What is the idea behind an inventory story and how might get contracted to do one? In other words, what is the purpose of 'the inventory story'?

An inventory story is used by an editor as a fill-in if say the regular story didn't get done in time. The inventory story will be waiting patiently in his file cabinet to be used at his discretion. To get an inventory job, I guess you just need to spread the word around the office that you want one. I want one basically because there is usually no deadline on it and I can work on it in my spare time. I've been spreading the word around, but I still haven't got one. Wish me luck.

Good Luck.
CHASE: although the series was cancelled, it did meet with critical acclaim, and the Chase character seems to stick around in the form of the Secret Files. Is there any chance the character may make a return in her own series, or perhaps a Chase Secret Files one shot?

Well, from what I understand, J.H. Williams and D. Curtis Johnson have been shopping around Chase story concepts in the DC offices. I think it will eventually happen, but for now we have the Secret File stories.

Something has changed since our last interview at The Slush Factory... so first, congratulations, Dad. As a new parent, do you have any advice to other inkers/pencilers/artists as to how to manage your time?

Well, first off, I don't believe that I'm getting the same amount of work done, while playing Mr. Mom, that I did before. It's very surprising to me that I can do this and still have time to play with my little girl. I was very scared before she was born, that I would have problems getting work done, but that hasn't been the case. It's really always the same, as far as working on comic books freelance. The main rule is disciplining yourself, and of course loving what you do doesn't hurt a bit. I do work a lot more long nights, that's for sure!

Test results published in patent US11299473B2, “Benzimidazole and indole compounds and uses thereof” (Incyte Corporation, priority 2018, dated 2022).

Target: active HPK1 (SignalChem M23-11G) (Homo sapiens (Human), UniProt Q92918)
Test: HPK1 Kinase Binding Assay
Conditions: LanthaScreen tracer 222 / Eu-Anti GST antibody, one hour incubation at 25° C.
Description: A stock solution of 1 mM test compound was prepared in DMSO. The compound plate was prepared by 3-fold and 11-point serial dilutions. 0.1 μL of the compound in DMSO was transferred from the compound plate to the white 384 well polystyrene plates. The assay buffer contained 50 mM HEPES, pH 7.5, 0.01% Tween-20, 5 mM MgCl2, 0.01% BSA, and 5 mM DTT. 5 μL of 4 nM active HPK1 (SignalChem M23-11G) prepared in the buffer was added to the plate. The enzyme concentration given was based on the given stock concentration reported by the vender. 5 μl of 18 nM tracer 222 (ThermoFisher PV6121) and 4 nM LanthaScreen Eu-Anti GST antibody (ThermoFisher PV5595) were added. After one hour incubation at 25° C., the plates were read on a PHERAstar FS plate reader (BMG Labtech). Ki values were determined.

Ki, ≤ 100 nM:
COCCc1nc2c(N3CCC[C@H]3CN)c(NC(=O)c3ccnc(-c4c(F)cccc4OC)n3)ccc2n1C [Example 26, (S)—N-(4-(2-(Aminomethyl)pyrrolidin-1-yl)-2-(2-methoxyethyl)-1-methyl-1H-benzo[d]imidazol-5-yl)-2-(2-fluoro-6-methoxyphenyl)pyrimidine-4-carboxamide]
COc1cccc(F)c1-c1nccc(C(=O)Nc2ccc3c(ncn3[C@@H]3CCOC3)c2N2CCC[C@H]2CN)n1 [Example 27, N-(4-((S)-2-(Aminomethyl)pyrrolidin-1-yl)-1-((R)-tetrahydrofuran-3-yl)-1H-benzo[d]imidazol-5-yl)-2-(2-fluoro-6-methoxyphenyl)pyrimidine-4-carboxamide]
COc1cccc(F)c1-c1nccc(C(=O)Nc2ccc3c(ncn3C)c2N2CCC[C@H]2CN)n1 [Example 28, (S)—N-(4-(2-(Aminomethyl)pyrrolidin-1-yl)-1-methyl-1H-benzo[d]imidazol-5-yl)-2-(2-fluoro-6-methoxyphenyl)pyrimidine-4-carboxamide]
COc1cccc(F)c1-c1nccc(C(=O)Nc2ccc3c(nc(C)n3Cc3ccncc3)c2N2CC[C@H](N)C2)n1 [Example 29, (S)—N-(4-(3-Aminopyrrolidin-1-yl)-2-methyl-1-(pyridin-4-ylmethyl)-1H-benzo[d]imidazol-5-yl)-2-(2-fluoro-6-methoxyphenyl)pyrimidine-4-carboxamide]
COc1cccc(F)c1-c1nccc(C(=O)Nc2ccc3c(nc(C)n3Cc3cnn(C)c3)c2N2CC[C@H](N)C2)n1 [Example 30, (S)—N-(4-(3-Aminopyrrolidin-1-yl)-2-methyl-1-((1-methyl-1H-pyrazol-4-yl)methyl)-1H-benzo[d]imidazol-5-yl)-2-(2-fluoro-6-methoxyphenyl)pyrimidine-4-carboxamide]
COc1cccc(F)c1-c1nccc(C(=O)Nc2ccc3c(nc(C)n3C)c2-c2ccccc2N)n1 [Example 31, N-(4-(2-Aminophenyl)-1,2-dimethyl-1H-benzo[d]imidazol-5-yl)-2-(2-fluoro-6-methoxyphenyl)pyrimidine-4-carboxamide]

Obviously, you ink in black. Have you ever had occasion to ink in another colour, and if so, what project? (If you did, how did you think it turned out for you?)

I've done very little colour work. What I have done has just been for limited edition prints. I really don't know if I have much of a colour sense, cuz I've never really played with it.

How long does it take you to ink a typical page? Promethea is very detailed, and I'd imagine it takes a chunk of time...

You are right there! Promethea is not the typical comic book page. Aside from being very detailed, the majority of the pages are double-page spreads, which for some reason take longer than doing two separate pages. There is only an extra half-inch in the middle gutter, but that seems to add a lot of extra work. Typically, it takes me about a day to ink one page, but it depends on the amount of detail.

Before moving into the comics field you spent ten years as a technical illustrator/graphic artist/ draftsperson in the Silicon Valley, do you still do the occasional work outside the comics field? Maybe animation projects?

Not much at all. The only things I really want to work on outside of comics would be possibly conceptual stuff with animators, and any kind of art for toys or album covers.